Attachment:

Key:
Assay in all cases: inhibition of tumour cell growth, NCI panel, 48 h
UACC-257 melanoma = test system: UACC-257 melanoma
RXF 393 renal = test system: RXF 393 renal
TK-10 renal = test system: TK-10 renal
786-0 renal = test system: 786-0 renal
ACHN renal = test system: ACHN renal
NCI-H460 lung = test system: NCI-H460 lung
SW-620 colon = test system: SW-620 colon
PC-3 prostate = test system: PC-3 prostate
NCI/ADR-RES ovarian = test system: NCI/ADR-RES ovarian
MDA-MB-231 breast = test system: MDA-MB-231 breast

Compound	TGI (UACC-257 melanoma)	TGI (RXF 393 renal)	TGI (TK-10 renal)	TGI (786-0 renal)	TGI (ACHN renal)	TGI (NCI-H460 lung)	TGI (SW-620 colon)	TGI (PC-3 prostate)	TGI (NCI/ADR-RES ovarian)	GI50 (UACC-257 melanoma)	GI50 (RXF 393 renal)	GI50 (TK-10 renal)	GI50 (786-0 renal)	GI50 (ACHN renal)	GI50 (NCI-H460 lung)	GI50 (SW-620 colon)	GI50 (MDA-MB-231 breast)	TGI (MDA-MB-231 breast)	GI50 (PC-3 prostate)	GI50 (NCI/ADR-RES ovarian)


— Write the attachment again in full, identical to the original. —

Key:
Assay in all cases: inhibition of tumour cell growth, NCI panel, 48 h
UACC-257 melanoma = test system: UACC-257 melanoma
RXF 393 renal = test system: RXF 393 renal
TK-10 renal = test system: TK-10 renal
786-0 renal = test system: 786-0 renal
ACHN renal = test system: ACHN renal
NCI-H460 lung = test system: NCI-H460 lung
SW-620 colon = test system: SW-620 colon
PC-3 prostate = test system: PC-3 prostate
NCI/ADR-RES ovarian = test system: NCI/ADR-RES ovarian
MDA-MB-231 breast = test system: MDA-MB-231 breast

Compound	TGI (UACC-257 melanoma)	TGI (RXF 393 renal)	TGI (TK-10 renal)	TGI (786-0 renal)	TGI (ACHN renal)	TGI (NCI-H460 lung)	TGI (SW-620 colon)	TGI (PC-3 prostate)	TGI (NCI/ADR-RES ovarian)	GI50 (UACC-257 melanoma)	GI50 (RXF 393 renal)	GI50 (TK-10 renal)	GI50 (786-0 renal)	GI50 (ACHN renal)	GI50 (NCI-H460 lung)	GI50 (SW-620 colon)	GI50 (MDA-MB-231 breast)	TGI (MDA-MB-231 breast)	GI50 (PC-3 prostate)	GI50 (NCI/ADR-RES ovarian)